For plus size fashionistas, shopping in GCC can sometimes be a challenge. Hanane Fathallah started her blog in KSA and has taken it to UAE. Now, she has brought together plus size bloggers to show Middle Eastern women how it’s done. She took a break from breaking boundaries to tell us about plus size fashion in the region.
When did you realize that fashion was your calling?
Hanane Fathallah: I have always been into fashion, it’s just fashion wasn't always into us – the bigger, curvier, taller and plus size women. Luckily, things have changed for the past 7 or so years. And I have witnessed that change, through following plus size bloggers, models, fashion entrepreneurs who were all revolutionizing the fashion industry. I was feeding off this positivity that was never available before. This sense of belonging gave me the chance to embrace fashion again, like I always wanted to.
Why is it important to write about plus size fashion in the region?
HF: It is important to give – Arab, Middle Eastern and Gulf - plus size women a voice, platforms, inspiration, communities, a market. The only problem is that local and regional society embed two types of ideologies. The most popular Arabic comment you could possibly hear is, “your face is so pretty, why don't you loose a couple of kilos?"
There are misconceptions people have about plus size women. For instance, bigger women are not couch potatoes; they work out too, they want to stay healthy but their body shapes are just different. At the same time, not all thin women are healthy. Stereotyping cancels out the possibility for discussion, curiosity and acceptance. Society has a hard time tolerating differences.
What's the plus size fashion scene like in the Gulf?
HF: The plus size fashion scene in the Gulf is small. We depend only on a handful of international plus size brands to cater to our fashion needs. My problem with the scene is the silence. We need a community, one that is constituted of more plus size bloggers, fashion designers, entrepreneurs, spokeswomen, influencers, and more. From the moment I started my blog, I had this goal in mind, to create a community where women like me could find inspiration, fashion tips, shopping destinations, and where they can voice out their needs.
Do you think Middle Eastern culture affects the way plus size women are treated?
HF: We have such a rich culture that it makes me sad not to see any light shed on plus size women and fashion. Women are generally fiercely preoccupied with their looks, weight and physical appearance. The majority is obsessed with the perfect figure, which in reality does not exist. Perfection, like beauty, is subjective. When you say, “this woman is perfect”, what does that mean? Is there a sacred document somewhere that describes the perfect body, in exact centimeters, a special body shape perhaps?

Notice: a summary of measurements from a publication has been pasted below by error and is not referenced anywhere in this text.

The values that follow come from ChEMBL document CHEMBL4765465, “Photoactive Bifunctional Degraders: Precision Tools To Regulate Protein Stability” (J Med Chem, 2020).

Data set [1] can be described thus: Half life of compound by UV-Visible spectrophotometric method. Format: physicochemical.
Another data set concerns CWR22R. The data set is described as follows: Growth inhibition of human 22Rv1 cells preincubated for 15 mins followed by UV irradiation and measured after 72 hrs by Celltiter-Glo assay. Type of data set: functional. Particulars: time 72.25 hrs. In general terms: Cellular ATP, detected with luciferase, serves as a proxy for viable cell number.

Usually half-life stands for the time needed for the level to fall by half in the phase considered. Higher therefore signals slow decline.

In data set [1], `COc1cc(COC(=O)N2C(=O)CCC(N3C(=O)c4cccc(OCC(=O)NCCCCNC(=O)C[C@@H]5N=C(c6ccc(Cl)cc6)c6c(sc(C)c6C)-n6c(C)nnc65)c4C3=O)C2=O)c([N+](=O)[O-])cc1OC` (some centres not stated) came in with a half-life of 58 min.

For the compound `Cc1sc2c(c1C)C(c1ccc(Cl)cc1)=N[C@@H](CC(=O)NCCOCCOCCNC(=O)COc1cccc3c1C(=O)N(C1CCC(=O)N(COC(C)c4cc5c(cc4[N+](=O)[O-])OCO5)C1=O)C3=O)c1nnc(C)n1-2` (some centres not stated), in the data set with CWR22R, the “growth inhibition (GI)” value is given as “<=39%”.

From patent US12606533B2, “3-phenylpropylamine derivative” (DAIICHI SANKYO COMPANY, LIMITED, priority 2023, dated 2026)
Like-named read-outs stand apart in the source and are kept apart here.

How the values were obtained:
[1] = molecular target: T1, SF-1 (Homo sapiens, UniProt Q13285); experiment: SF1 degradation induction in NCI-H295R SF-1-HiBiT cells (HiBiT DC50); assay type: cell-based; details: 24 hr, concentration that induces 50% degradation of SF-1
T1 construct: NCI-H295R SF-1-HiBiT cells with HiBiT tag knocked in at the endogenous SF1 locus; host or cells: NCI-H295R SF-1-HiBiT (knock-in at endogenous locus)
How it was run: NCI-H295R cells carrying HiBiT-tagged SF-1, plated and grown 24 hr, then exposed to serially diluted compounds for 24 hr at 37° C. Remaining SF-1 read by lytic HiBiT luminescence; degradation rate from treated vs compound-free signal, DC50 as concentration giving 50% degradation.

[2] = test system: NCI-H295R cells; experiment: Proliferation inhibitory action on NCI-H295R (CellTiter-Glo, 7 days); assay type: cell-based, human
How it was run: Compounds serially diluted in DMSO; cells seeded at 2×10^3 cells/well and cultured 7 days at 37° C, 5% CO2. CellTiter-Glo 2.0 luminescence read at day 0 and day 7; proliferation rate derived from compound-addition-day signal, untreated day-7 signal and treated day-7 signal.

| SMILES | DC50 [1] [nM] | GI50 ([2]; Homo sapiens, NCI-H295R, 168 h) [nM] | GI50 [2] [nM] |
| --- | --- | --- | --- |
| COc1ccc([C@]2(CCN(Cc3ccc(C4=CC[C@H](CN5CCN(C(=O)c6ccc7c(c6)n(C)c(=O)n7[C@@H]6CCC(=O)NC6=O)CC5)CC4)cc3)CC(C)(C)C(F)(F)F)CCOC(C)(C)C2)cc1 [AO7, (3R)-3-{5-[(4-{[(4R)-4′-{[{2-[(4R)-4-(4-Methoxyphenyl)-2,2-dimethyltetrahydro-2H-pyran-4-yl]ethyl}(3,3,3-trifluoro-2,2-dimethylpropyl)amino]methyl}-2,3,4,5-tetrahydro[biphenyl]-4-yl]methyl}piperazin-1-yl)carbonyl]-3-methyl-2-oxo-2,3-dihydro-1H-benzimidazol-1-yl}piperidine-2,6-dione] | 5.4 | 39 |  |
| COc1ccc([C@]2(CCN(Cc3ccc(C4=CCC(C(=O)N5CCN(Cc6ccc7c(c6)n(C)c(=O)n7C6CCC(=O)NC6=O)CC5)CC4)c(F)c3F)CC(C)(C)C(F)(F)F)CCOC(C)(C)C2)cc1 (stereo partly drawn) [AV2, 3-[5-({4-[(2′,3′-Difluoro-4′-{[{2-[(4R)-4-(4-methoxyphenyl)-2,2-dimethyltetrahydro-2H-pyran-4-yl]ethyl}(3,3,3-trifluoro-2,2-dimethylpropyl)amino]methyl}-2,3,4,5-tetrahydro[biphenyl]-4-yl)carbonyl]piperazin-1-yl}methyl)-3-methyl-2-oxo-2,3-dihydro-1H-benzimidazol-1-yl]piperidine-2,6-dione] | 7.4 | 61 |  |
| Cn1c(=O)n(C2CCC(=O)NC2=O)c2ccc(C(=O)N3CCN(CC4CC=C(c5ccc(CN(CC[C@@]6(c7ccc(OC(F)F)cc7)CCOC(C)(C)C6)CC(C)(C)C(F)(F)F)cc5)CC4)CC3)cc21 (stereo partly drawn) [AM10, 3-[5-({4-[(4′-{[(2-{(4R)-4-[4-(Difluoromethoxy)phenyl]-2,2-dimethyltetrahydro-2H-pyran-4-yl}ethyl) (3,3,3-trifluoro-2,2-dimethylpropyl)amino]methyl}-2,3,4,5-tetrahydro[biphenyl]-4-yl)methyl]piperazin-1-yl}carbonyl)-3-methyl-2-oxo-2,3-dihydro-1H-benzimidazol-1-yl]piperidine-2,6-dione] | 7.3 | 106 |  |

Fat is not a curse word, but society thinks it is. It is obscene to have stretch marks, fat or love handles in their view. You get looks from head to toe and they wonder how can you wake up, dress up and step out of the house, the way I look. In my early twenties, looks and comments would be make me rush home crying. Now my confidence is with me, like my own shadow. Confidence – especially when you are plus size – scares people.
Describe your blog in three words.
HF: Nounzilicious: sanctuary, fashion platform, body positive.
You recently created the Middle East Plus Size Fashion Bloggers community. What was it like to assemble that squad, and why did you decide to do it?
HF: The Middle East Plus Size Fashion Bloggers is an online fashion community and a collective of 10 plus size bloggers who are of Arab and/or Middle Eastern origins. The first keyword that comes to mind when they see us is diversity. We showcase the different faces of Arab and Middle Eastern women within our team.
My concern was that Arab/Middle Eastern plus size women were not represented in the region. In the West, there are so many online communities and initiatives that are catalysts for the confidence level in women. That's exactly what we need. It is all in the aim to reflect an image of a healthy, confident, curvy plus size Arab and Middle Eastern woman.
What tips would you give to aspiring plus size bloggers in the region?
HF: Be 100 percent you! It works every time. As long as you are true to yourself, your vision is clear. We are millions of plus size women in the world, but what makes you unique, what makes you stand out? Personalizing your blog, creating a solid brand name or identity, having a specific mission are initial steps. So be you, don't copy paste, create new content and be original. Stick to your sense of style and let it grow!